Joan Casademont

  • Thomas Lawson

    As a critic for this magazine, Thomas Lawson displays little patience with pretentious or sentimental imagery that rides behind the shield of the “new.” It is something of a relief to see that his paintings are the products of the same tenacious mind; his imagery alone—battered women, murdered men, brutalized children—safeguards against any accusations that the artist suffers from even a fleeting moment of romantic weakness. It is hard to walk away from his work without recalling not just the specific paintings, but the specific kinds of everyday atrocities to which they so grimly attest.


  • Sally Potter

    Among the events promoted on Franklin Furnace’s press release for its “Women Performance Artists from London and Los Angeles” series, Sally Potter’s film Thriller was billed as “the first feminist murder mystery.” As an imaginative attempt to uncover the antifeminist, antisocialist foundations of the conventional operatic narrative form, Thriller is deliberately ill-suited to that genre. Its aim is to expose, not impose, the artifices of dramatic construction.

    Thriller focuses on two juxtaposed narratives: footage of an exemplary opera, Giacomo Puccini’s La Bohème, being performed onstage,

  • Ida Applebroog

    Ida Applebroog’s paintings and books of cartoonlike couples and lonely figures seeking refuge in desolate hotel rooms are about as sentimental as Saturday Night Live’s version of TV news. If at least one of the characters in each work isn’t represented as a member of the dominated or demeaned, the one-line titles suggest a narrative sequence during which someone will become a member, whether forcefully or subtly. Applebroog’s satirical targets are men and women involved in stereotypically unequal sexual relationships, or individuals stricken with paranoia and self-doubt. They all inhabit not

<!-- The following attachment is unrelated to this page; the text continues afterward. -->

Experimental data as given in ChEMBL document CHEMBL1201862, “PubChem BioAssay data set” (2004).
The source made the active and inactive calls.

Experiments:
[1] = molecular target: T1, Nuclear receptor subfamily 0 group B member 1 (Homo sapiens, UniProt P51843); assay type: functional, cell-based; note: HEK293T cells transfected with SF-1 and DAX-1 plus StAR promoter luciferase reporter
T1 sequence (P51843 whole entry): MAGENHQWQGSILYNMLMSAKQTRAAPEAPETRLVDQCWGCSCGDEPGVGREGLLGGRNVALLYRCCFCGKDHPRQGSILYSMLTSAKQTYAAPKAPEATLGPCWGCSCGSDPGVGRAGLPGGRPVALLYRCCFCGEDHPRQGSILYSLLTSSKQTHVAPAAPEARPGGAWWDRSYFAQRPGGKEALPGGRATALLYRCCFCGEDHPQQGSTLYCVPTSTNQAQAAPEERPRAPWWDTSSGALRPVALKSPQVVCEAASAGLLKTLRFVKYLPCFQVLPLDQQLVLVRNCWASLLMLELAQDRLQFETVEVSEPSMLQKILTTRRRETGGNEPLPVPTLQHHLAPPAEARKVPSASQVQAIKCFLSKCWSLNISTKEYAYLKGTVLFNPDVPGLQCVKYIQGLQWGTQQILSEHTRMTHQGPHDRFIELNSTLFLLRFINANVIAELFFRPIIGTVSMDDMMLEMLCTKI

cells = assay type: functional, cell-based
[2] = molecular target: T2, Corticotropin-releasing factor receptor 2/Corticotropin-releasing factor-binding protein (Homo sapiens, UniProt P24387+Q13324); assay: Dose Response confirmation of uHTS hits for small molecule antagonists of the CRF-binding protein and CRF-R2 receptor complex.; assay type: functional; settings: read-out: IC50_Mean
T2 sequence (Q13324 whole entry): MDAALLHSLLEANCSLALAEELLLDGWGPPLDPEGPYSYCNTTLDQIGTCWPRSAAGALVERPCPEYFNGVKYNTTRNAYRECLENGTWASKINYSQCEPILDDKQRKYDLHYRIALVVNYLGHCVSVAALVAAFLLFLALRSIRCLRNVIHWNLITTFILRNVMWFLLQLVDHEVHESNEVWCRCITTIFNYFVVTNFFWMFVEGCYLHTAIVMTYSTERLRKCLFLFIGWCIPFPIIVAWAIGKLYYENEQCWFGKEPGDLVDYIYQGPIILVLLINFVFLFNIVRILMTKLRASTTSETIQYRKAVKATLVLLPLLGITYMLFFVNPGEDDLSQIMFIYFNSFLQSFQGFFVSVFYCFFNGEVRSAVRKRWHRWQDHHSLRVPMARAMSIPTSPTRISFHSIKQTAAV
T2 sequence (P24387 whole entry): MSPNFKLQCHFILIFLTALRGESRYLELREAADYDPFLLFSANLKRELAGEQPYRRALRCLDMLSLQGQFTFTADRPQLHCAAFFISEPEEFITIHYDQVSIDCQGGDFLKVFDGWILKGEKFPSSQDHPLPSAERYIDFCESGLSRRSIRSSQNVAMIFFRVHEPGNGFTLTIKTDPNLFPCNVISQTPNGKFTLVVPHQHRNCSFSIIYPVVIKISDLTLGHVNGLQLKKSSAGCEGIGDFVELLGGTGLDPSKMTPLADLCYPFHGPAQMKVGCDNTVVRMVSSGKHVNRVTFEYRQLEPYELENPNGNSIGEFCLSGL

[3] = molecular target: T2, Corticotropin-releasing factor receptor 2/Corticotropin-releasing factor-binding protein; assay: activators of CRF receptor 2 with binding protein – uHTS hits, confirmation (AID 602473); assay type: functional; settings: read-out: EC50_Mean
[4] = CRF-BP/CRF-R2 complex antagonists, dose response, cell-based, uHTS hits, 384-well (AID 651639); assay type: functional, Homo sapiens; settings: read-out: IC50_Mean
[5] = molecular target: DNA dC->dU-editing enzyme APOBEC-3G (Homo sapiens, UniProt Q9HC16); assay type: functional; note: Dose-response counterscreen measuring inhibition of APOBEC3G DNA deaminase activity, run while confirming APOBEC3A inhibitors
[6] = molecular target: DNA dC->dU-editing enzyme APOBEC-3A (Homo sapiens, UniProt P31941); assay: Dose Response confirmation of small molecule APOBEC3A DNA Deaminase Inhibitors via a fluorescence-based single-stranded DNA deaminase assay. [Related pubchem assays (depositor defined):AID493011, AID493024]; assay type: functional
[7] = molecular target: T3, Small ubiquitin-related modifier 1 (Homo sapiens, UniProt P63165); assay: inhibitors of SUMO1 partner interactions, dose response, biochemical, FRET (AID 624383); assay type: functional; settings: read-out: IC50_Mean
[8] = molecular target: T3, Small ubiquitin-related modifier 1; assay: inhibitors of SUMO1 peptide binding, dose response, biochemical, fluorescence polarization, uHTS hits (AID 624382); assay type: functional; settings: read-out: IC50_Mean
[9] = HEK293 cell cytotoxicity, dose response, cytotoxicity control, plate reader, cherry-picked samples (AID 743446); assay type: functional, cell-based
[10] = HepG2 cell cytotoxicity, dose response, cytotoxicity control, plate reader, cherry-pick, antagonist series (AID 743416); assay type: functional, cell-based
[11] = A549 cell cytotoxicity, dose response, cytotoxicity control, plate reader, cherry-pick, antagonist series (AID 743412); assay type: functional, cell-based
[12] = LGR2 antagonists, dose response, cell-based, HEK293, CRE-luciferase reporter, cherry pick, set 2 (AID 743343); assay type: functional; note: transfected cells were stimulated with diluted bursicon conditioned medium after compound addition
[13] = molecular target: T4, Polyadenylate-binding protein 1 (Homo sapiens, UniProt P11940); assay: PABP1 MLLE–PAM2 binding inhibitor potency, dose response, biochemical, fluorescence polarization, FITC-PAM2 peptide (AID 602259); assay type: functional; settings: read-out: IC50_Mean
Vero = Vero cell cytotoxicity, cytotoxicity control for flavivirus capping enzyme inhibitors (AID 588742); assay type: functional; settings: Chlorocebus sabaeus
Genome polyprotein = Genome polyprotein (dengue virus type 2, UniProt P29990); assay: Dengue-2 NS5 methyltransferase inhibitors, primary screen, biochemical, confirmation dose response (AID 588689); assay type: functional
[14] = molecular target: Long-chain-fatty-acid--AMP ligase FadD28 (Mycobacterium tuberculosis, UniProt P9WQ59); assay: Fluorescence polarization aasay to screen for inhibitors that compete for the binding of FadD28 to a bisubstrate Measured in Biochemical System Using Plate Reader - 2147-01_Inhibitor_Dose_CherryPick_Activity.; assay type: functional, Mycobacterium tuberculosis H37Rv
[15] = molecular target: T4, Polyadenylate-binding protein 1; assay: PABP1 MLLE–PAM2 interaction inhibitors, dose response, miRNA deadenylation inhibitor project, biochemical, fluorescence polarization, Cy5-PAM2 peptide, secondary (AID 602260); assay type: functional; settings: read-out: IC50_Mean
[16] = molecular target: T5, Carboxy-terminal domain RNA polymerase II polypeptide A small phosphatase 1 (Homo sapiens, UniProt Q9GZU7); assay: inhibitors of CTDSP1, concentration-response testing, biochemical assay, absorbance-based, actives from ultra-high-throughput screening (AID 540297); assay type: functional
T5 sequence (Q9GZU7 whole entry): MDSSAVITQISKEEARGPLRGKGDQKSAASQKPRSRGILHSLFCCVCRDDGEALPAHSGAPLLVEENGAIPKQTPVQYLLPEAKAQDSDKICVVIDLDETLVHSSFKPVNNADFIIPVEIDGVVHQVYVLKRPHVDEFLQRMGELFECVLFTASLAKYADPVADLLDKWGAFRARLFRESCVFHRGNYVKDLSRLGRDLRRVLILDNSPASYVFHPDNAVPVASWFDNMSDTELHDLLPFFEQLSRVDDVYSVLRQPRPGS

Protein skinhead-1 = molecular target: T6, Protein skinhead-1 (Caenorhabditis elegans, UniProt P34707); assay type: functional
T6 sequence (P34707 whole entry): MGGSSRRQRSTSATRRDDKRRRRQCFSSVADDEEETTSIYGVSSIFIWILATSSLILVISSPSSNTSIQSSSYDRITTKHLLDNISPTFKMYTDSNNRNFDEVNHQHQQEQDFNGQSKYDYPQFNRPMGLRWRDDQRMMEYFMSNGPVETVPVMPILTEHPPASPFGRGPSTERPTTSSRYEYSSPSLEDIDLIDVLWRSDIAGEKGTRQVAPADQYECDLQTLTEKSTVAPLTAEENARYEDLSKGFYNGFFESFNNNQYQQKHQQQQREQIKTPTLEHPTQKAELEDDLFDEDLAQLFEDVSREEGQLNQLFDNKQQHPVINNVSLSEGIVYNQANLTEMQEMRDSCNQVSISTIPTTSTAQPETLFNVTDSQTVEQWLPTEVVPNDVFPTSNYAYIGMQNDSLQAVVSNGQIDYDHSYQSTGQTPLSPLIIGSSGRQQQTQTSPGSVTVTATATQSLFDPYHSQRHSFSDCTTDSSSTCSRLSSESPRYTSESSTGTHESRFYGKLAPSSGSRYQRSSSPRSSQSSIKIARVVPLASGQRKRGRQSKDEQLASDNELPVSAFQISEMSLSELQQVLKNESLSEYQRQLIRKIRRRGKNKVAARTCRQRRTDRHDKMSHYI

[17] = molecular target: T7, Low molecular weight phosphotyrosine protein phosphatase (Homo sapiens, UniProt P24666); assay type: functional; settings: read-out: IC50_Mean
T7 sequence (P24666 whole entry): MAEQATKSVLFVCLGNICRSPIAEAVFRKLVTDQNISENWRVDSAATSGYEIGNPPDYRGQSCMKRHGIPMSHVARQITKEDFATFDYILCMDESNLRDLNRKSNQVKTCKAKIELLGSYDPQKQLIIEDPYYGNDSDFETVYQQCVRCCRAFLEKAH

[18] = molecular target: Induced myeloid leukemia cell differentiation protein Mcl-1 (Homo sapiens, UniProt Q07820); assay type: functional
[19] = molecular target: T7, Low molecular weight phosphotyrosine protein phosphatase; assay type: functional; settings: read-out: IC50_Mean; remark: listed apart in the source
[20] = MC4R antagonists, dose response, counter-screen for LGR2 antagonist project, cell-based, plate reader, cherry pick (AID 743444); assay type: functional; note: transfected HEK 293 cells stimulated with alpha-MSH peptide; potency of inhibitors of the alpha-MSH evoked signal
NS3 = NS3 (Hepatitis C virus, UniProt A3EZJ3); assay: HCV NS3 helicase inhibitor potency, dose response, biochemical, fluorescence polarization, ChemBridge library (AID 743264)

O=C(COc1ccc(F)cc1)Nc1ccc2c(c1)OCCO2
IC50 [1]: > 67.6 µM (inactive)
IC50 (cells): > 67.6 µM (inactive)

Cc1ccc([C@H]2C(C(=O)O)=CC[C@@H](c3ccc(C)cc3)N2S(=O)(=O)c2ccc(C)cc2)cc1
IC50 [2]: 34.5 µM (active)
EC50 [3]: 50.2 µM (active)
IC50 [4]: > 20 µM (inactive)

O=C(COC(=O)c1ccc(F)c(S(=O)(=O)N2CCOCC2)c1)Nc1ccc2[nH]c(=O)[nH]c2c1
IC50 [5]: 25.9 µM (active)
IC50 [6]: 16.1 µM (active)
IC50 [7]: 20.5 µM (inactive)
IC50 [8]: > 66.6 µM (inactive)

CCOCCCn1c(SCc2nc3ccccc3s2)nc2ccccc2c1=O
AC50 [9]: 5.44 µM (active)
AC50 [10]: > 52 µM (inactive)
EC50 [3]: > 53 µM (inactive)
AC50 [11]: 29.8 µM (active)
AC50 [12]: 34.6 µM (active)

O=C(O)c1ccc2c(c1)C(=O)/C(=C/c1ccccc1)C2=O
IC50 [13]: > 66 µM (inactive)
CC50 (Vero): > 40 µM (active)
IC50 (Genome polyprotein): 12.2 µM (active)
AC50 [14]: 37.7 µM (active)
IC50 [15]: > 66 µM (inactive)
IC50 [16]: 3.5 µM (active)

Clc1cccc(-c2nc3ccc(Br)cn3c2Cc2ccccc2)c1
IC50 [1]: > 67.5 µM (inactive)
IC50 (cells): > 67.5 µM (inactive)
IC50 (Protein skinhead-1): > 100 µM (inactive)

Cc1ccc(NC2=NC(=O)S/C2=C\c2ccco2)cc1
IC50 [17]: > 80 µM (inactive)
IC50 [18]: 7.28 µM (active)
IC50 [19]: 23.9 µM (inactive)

• Hollis Sigler

    If Ida Applebroog is a soft-spoken commentator on urban affairs, then Hollis Sigler is a closet interpreter of suburban life. Her new series of paintings, “Poisoned,” depicts a set of unpopulated rooms cluttered with the tiny material objects and emotional residue of one dominant male who was “hungry for power,” and of one dominated woman who was “always devining [sic] to be loved.” Their mock-sentimental tale of woe, told through the delicate captions that are painted onto these paintings, is not nearly as interesting as the varying collections of tiny doll-sized objects that clutter the

  • “Drawings & Paintings On Paper”

    What do David Deutsch’s landscape drawings and Mimmo Paladino’s still lifes have in common? And what do Mike Glier’s political symbols have to do with either one of them? Not much, I’m afraid, except that they’re all on paper; that was apparently the criterion used to select the work in the unpresumptuously-titled group show, “Drawings & Paintings on Paper.”

    Well, perhaps there was another connection; most of the works do contain representational imagery, which may be another reason for their being shown together. Imagism—ah, yes. But the images—from Jack Barth’s Gothic charcoal-and-ink scenes,

  • Alexis Smith

    When you walk into Alexis Smith’s rendition of what these United States are all about, or were about between the wars, you enter through an arch in a white picket fence. Silhouettes of houses, and trees, either cut-outs or painted directly on the wall, are presented with pithy excerpts from Sinclair Lewis’ Main Street, Thornton Wilder’s Our Town, and Nathanael West’s Day of the Locust. All of the pictures and the text are about American middle-class desires and illusions, as embodied in images from a mythic past. On the rear wall, there is a looming silhouette of an ocean liner from the days